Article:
Hong Kong's lawmakers on Friday approved a long-awaited plan to expand the beleaguered Disneyland amusement park in the southern Chinese city.
The deal, which will see Disney invest 6.2 billion Hong Kong dollars (795 million US), was approved Friday night after a long debate at a legislature meeting, with some members doubtful over the benefit to visitor numbers.
Hong Kong Disneyland -- one of the smallest of the firm's global franchises -- will be enlarged by 23 percent with three new theme areas.
At the heart of the project is the addition of 30 new attractions over the next five years, the government said earlier.
"With the proposed expansion and realignment of the financial arrangements, we believe that the Hong Kong Disneyland would rise up to the keen competition in the region on the tourism front," John Tsang, the city's financial secretary, said in a statement released after the legislature's go-ahead.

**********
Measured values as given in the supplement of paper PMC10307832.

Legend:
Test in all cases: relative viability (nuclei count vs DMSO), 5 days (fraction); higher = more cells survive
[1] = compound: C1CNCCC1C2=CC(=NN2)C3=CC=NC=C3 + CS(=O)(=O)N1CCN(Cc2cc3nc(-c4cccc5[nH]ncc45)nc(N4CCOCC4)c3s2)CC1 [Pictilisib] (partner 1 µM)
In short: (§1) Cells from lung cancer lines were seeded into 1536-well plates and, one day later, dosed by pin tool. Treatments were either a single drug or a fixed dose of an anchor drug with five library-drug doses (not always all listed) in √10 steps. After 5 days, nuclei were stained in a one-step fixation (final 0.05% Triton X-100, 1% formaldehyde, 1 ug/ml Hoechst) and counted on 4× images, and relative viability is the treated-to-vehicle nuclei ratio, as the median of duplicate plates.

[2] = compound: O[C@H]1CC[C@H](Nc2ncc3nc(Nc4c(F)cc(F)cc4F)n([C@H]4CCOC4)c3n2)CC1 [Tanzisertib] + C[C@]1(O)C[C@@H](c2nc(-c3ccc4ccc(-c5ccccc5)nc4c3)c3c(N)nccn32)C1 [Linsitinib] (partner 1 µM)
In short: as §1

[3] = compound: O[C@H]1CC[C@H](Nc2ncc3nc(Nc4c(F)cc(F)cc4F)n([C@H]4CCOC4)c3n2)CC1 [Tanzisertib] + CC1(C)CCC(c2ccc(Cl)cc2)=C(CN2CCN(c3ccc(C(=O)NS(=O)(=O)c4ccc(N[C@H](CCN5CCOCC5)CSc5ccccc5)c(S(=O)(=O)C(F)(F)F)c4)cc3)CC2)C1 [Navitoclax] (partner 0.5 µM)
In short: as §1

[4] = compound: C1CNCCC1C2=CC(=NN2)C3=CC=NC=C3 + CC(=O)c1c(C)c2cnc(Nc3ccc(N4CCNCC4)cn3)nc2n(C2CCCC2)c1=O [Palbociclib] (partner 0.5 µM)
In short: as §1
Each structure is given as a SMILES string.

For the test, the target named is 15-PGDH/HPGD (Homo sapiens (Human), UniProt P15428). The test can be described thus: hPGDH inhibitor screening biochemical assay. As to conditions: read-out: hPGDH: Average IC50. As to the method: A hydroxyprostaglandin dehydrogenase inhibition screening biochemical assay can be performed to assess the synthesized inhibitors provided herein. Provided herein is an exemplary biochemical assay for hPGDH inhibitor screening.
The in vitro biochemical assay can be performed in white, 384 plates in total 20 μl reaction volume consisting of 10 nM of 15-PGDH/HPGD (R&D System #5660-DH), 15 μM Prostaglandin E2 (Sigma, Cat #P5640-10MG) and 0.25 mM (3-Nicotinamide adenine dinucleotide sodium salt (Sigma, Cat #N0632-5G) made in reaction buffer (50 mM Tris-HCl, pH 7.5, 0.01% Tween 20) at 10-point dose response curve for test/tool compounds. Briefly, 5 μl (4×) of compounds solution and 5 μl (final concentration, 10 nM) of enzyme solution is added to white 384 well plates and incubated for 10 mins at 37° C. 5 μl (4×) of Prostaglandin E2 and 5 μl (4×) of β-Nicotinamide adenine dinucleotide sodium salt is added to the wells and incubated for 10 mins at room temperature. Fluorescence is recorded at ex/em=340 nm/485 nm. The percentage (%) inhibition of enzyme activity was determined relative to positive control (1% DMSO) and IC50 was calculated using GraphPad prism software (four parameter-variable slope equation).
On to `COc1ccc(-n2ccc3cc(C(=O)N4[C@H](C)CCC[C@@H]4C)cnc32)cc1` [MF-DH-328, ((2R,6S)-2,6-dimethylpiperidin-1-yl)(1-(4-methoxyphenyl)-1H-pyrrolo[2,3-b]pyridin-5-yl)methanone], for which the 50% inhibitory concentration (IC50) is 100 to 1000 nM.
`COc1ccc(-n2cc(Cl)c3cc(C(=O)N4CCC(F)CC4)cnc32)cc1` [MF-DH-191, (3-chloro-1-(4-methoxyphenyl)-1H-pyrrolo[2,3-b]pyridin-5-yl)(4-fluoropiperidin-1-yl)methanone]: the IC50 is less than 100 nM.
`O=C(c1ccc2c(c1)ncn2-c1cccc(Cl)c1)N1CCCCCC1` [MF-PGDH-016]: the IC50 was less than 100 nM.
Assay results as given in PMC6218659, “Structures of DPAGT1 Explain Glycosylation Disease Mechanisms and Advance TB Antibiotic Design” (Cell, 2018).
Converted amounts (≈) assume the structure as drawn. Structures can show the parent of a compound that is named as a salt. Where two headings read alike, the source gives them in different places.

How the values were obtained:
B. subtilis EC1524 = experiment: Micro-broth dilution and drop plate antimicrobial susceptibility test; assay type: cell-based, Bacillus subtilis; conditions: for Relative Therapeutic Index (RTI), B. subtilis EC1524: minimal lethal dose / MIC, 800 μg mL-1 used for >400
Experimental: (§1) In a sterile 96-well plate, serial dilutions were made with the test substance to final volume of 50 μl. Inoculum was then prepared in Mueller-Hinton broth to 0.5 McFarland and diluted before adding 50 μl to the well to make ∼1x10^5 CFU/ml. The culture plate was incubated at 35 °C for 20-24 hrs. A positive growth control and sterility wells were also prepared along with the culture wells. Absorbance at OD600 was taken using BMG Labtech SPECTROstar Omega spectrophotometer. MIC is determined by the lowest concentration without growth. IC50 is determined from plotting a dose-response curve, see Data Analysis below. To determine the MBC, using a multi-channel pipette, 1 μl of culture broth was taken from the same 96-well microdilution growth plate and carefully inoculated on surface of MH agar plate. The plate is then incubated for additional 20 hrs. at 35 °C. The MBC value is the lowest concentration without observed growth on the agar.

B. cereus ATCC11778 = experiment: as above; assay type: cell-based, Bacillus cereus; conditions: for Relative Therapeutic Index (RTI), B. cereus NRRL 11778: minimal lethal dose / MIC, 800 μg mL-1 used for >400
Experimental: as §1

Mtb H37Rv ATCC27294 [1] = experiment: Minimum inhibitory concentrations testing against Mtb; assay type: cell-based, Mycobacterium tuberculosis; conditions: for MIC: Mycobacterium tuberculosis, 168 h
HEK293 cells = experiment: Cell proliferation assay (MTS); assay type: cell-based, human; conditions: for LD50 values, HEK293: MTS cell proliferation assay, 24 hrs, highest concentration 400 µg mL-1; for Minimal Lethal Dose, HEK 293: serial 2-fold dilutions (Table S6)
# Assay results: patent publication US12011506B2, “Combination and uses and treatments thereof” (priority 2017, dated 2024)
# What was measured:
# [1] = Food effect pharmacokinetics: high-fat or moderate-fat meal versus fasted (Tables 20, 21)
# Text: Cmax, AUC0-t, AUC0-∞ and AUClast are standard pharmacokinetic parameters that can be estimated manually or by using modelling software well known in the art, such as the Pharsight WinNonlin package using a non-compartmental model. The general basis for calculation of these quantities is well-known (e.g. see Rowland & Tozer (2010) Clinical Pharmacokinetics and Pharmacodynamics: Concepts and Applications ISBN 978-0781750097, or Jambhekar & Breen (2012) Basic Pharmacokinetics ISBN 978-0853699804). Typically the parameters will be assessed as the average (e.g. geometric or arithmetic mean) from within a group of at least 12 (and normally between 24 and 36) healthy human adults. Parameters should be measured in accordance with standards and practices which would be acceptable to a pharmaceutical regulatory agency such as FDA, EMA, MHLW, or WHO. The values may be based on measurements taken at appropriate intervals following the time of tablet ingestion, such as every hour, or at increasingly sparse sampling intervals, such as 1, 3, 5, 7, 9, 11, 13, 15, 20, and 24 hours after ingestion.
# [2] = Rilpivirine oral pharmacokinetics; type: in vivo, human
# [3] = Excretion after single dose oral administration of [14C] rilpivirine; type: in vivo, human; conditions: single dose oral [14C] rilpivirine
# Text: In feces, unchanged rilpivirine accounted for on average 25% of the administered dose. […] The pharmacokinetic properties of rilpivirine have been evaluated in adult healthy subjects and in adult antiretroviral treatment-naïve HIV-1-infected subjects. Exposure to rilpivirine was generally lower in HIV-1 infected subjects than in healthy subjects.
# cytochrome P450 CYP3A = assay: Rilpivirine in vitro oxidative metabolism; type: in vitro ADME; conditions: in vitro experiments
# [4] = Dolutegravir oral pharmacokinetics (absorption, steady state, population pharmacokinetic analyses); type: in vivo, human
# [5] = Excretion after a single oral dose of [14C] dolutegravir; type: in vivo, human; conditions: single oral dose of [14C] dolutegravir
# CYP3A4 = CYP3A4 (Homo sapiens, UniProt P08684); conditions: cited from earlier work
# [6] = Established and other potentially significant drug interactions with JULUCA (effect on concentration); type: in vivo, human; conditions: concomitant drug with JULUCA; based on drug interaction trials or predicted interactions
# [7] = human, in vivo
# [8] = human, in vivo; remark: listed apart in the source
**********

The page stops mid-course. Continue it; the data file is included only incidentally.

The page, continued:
Under the deal, the government will retain control of the park with a stake of 52 percent, although that is reduced from 57 percent as a result of the injection of new funds.
It is hoped the expansion will create about 3,700 jobs, the government said.
Disney has been desperate to boost the number and quality of the attractions at the three-billion-US-dollar venue which has been hit by a string of controversies since it opened in 2005.
A long-running feud with staff unions over working conditions, several food poisoning scares and a ticket mix-up that provoked a near-riot with customers clambering over spiked fences, forced the park to reshuffle its management team within just a few months of opening.
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